All import and export transactions are checked by customs as part of a customs audit. What exactly is checked results in detail from the test regulation.
Especially in the context of a classic customs inspection, during which the imports are checked, there are always typical mistakes in the company.
In consultancy practice, it can therefore be seen that there are regularly three aspects to which the auditor is highly sensitive and which are highly likely to be discovered in the course of customs audits in the event of errors.
In this article we would like to show you which are the three most frequent sources of error during import and why they are often detected during a customs inspection and are sometimes even punished with fines or criminal proceedings.
Error No. 1: wrong tariff number
The choice of an incorrect tariff number for the imported goods is in a sense the most frequently found error in customs inspections.
All goods entering the European Union must be given a TARIC code number in the customs declaration. This code number is used for measures such as the applicable duty rate.
Customs auditors often determine in the context of customs inspections that the goods have been placed in the wrong customs tariff number of the customs tariff. This can happen by mistake because there is a lack of knowledge about the correct tariffing of the goods. However, it often happens that a different tariff number is deliberately chosen, as this leads to a cheaper customs clearance of the goods. In some cases, companies are also in the grey area because several tariff numbers can be represented for one product.
The reason for choosing the wrong tariff number is e.g. because,
- You have relied on the packaging, labels or operating instructions alone when determining the tariff number,
- You have placed the purpose of use in the foreground, although it is not recognizable,
- overlooked binding EU classification decisions to determine the tariff number
As a rule, the inspector selects the import transactions with the largest volume per product as part of the customs inspection. He will then want to determine within the framework of this sample whether the tariff number has been dialled correctly.
To this end, it uses, for example, binding tariff information or an internal customs database showing how certain goods are to be classified in the EU customs tariff.
The examiner will certainly also ask supplementary questions about the function or nature of the product if he has doubts about the correct classification.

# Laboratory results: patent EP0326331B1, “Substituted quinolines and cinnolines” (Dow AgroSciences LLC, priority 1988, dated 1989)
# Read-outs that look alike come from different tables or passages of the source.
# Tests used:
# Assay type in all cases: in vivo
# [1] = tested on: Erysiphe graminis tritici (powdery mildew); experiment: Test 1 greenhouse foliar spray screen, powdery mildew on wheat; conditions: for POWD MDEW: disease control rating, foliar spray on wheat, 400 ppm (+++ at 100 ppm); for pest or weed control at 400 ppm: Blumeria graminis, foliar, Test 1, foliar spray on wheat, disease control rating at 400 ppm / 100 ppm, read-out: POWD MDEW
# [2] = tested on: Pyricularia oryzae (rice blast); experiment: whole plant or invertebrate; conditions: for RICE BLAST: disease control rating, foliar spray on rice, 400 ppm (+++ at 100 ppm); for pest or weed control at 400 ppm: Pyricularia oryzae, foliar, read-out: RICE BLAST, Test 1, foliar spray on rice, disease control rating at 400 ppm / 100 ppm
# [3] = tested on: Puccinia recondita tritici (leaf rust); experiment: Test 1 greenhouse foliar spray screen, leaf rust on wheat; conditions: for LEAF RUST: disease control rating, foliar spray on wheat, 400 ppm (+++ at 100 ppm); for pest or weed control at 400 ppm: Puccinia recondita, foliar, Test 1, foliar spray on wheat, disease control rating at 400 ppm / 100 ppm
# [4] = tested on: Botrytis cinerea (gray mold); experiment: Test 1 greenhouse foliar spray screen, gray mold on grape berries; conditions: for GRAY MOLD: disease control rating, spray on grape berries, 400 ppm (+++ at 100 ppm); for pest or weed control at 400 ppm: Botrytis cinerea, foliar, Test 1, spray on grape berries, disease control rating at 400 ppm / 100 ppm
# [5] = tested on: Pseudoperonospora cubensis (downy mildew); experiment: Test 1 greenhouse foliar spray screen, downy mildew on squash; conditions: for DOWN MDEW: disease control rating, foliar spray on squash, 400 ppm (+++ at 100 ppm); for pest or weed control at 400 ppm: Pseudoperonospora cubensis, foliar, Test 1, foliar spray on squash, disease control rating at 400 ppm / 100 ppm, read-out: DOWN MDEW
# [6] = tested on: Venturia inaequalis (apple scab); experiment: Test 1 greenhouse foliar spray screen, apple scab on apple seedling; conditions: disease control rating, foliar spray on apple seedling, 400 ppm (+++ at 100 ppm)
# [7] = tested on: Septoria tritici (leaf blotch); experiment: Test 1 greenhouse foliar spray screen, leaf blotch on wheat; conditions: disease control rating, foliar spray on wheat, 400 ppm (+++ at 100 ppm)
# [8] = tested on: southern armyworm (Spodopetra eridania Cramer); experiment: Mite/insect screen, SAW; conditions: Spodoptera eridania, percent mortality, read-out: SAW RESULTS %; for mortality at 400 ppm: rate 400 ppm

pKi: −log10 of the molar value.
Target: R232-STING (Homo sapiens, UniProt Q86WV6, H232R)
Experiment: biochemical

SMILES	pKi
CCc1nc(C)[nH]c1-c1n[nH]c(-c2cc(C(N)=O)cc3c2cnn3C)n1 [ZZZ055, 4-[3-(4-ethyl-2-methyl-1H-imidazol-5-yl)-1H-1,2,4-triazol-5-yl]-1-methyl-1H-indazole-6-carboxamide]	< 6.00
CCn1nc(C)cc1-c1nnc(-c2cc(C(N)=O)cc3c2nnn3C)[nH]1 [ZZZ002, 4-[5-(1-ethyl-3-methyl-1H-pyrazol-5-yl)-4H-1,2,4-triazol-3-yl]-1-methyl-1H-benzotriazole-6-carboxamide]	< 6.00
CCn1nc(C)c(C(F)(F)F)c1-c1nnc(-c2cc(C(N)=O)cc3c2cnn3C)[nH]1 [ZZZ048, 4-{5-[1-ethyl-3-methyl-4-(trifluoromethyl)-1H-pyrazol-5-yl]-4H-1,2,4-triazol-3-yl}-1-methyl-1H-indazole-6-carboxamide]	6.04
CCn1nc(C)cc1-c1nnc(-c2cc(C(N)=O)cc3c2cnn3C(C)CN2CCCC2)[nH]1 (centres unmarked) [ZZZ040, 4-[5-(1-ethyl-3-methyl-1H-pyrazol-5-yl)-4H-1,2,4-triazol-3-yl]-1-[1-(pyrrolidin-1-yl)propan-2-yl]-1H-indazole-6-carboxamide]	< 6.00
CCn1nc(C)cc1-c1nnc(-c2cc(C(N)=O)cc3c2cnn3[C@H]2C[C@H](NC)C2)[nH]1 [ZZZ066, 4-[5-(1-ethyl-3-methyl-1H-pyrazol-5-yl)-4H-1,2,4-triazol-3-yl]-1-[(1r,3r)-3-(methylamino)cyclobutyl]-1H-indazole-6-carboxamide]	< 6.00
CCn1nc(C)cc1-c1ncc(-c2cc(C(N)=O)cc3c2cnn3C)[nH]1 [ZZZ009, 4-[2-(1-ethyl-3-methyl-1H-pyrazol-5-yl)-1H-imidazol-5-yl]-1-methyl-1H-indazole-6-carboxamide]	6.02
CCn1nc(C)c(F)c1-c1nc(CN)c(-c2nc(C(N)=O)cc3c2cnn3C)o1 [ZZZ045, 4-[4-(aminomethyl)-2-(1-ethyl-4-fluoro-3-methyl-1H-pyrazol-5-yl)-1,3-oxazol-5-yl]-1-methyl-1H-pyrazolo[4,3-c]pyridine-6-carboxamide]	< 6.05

It is also particularly problematic in this context if companies have already been informed during an earlier customs inspection that the goods tariff number they used is incorrect. If this has not been stopped by them, criminal proceedings can be initiated quickly because of an attempted tax evasion.
Before the customs inspection begins, companies should therefore carry out a self-check and plausibility check to determine whether at least for the high-volume products the correct goods tariff number has actually been selected and whether there were any complaints in the past when choosing the tariff number.
Error No. 2: Customs value determined incorrectly
Just as often as the goods tariff number is dialed incorrectly, there are also complaints about the customs value.
The customs value is entered incorrectly, for example, if
- Purchases from affiliated companies and the affiliation has influenced the purchase price,
- Additions to the customs value have not been made, e.g. freight costs or insurance costs have not been stated in the FOB purchase.
Determining the correct customs value is extremely complicated and this often leads to errors in companies. This is the case, for example, if goods are procured from affiliated companies and the connection has influenced the purchase price.
However, regular imports from an unrelated manufacturer abroad can also lead to errors in determining the customs value. In this respect, certain costs must be added to the customs value. These include, for example, freight costs or insurance costs. It is often observed, for example, that insurance costs have not been added to the customs value.